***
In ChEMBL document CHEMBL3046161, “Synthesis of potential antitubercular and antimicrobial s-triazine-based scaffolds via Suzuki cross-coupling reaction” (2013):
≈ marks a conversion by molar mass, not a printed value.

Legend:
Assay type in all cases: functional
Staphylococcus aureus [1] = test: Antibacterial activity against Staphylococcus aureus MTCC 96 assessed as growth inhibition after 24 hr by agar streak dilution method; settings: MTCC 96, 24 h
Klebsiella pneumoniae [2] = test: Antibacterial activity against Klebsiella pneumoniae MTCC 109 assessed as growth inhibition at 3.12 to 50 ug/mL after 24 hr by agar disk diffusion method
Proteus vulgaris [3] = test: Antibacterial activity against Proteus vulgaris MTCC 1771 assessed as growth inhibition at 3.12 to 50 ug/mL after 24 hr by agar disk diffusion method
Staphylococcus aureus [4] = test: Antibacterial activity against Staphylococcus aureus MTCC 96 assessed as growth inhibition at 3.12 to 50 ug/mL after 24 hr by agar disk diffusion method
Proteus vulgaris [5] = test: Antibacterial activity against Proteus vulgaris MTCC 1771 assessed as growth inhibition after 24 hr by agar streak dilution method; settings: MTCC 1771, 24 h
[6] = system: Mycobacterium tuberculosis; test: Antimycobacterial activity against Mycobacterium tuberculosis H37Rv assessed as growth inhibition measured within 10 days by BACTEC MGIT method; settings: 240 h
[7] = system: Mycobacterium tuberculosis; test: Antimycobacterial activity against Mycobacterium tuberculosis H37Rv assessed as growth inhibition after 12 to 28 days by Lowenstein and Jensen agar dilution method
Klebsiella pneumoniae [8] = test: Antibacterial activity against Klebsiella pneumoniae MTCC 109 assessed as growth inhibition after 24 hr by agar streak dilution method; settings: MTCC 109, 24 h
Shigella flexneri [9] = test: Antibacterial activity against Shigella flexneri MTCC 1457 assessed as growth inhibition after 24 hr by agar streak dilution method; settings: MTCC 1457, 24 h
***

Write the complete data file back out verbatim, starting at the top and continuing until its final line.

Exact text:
In ChEMBL document CHEMBL3046161, “Synthesis of potential antitubercular and antimicrobial s-triazine-based scaffolds via Suzuki cross-coupling reaction” (2013):
≈ marks a conversion by molar mass, not a printed value.

Legend:
Assay type in all cases: functional
Staphylococcus aureus [1] = test: Antibacterial activity against Staphylococcus aureus MTCC 96 assessed as growth inhibition after 24 hr by agar streak dilution method; settings: MTCC 96, 24 h
Klebsiella pneumoniae [2] = test: Antibacterial activity against Klebsiella pneumoniae MTCC 109 assessed as growth inhibition at 3.12 to 50 ug/mL after 24 hr by agar disk diffusion method
Proteus vulgaris [3] = test: Antibacterial activity against Proteus vulgaris MTCC 1771 assessed as growth inhibition at 3.12 to 50 ug/mL after 24 hr by agar disk diffusion method
Staphylococcus aureus [4] = test: Antibacterial activity against Staphylococcus aureus MTCC 96 assessed as growth inhibition at 3.12 to 50 ug/mL after 24 hr by agar disk diffusion method
Proteus vulgaris [5] = test: Antibacterial activity against Proteus vulgaris MTCC 1771 assessed as growth inhibition after 24 hr by agar streak dilution method; settings: MTCC 1771, 24 h
[6] = system: Mycobacterium tuberculosis; test: Antimycobacterial activity against Mycobacterium tuberculosis H37Rv assessed as growth inhibition measured within 10 days by BACTEC MGIT method; settings: 240 h
[7] = system: Mycobacterium tuberculosis; test: Antimycobacterial activity against Mycobacterium tuberculosis H37Rv assessed as growth inhibition after 12 to 28 days by Lowenstein and Jensen agar dilution method
Klebsiella pneumoniae [8] = test: Antibacterial activity against Klebsiella pneumoniae MTCC 109 assessed as growth inhibition after 24 hr by agar streak dilution method; settings: MTCC 109, 24 h
Shigella flexneri [9] = test: Antibacterial activity against Shigella flexneri MTCC 1457 assessed as growth inhibition after 24 hr by agar streak dilution method; settings: MTCC 1457, 24 h